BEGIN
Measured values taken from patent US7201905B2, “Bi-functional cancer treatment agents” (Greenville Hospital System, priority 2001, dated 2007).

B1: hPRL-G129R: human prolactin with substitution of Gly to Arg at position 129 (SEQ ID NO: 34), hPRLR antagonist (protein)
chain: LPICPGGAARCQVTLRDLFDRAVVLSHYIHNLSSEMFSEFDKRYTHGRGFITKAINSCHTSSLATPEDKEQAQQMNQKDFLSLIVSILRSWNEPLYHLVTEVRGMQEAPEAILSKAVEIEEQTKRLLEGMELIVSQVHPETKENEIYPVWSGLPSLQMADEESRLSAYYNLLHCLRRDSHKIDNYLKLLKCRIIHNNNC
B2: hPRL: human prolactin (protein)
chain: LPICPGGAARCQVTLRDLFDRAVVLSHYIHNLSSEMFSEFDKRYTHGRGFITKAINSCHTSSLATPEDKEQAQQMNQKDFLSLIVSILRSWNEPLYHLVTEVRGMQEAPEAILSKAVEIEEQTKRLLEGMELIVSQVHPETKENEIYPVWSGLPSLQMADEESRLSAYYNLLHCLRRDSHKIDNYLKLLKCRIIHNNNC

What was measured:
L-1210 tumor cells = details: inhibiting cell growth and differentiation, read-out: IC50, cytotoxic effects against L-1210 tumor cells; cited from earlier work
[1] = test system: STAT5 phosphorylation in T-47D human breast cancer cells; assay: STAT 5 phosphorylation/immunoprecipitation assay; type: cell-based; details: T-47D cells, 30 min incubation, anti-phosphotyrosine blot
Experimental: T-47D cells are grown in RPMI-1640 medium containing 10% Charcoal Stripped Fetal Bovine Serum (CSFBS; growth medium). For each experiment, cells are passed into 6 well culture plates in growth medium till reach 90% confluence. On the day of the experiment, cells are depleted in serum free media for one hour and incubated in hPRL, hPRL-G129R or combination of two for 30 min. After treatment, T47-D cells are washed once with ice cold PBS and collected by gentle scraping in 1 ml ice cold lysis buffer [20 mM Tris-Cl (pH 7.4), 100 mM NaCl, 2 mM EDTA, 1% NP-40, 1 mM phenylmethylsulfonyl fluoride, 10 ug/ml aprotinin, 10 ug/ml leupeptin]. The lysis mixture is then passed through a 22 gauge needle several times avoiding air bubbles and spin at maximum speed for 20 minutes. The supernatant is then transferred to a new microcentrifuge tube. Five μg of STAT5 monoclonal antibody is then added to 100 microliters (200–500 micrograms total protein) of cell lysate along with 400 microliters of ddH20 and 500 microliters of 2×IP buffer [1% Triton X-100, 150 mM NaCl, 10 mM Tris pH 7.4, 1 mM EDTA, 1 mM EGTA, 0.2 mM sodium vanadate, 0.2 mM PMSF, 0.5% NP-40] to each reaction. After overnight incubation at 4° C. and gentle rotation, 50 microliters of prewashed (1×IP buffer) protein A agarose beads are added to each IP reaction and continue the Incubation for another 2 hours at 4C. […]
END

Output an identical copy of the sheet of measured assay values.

Measured values taken from patent US7201905B2, “Bi-functional cancer treatment agents” (Greenville Hospital System, priority 2001, dated 2007).

B1: hPRL-G129R: human prolactin with substitution of Gly to Arg at position 129 (SEQ ID NO: 34), hPRLR antagonist (protein)
chain: LPICPGGAARCQVTLRDLFDRAVVLSHYIHNLSSEMFSEFDKRYTHGRGFITKAINSCHTSSLATPEDKEQAQQMNQKDFLSLIVSILRSWNEPLYHLVTEVRGMQEAPEAILSKAVEIEEQTKRLLEGMELIVSQVHPETKENEIYPVWSGLPSLQMADEESRLSAYYNLLHCLRRDSHKIDNYLKLLKCRIIHNNNC
B2: hPRL: human prolactin (protein)
chain: LPICPGGAARCQVTLRDLFDRAVVLSHYIHNLSSEMFSEFDKRYTHGRGFITKAINSCHTSSLATPEDKEQAQQMNQKDFLSLIVSILRSWNEPLYHLVTEVRGMQEAPEAILSKAVEIEEQTKRLLEGMELIVSQVHPETKENEIYPVWSGLPSLQMADEESRLSAYYNLLHCLRRDSHKIDNYLKLLKCRIIHNNNC

What was measured:
L-1210 tumor cells = details: inhibiting cell growth and differentiation, read-out: IC50, cytotoxic effects against L-1210 tumor cells; cited from earlier work
[1] = test system: STAT5 phosphorylation in T-47D human breast cancer cells; assay: STAT 5 phosphorylation/immunoprecipitation assay; type: cell-based; details: T-47D cells, 30 min incubation, anti-phosphotyrosine blot
Experimental: T-47D cells are grown in RPMI-1640 medium containing 10% Charcoal Stripped Fetal Bovine Serum (CSFBS; growth medium). For each experiment, cells are passed into 6 well culture plates in growth medium till reach 90% confluence. On the day of the experiment, cells are depleted in serum free media for one hour and incubated in hPRL, hPRL-G129R or combination of two for 30 min. After treatment, T47-D cells are washed once with ice cold PBS and collected by gentle scraping in 1 ml ice cold lysis buffer [20 mM Tris-Cl (pH 7.4), 100 mM NaCl, 2 mM EDTA, 1% NP-40, 1 mM phenylmethylsulfonyl fluoride, 10 ug/ml aprotinin, 10 ug/ml leupeptin]. The lysis mixture is then passed through a 22 gauge needle several times avoiding air bubbles and spin at maximum speed for 20 minutes. The supernatant is then transferred to a new microcentrifuge tube. Five μg of STAT5 monoclonal antibody is then added to 100 microliters (200–500 micrograms total protein) of cell lysate along with 400 microliters of ddH20 and 500 microliters of 2×IP buffer [1% Triton X-100, 150 mM NaCl, 10 mM Tris pH 7.4, 1 mM EDTA, 1 mM EGTA, 0.2 mM sodium vanadate, 0.2 mM PMSF, 0.5% NP-40] to each reaction. After overnight incubation at 4° C. and gentle rotation, 50 microliters of prewashed (1×IP buffer) protein A agarose beads are added to each IP reaction and continue the Incubation for another 2 hours at 4C. […]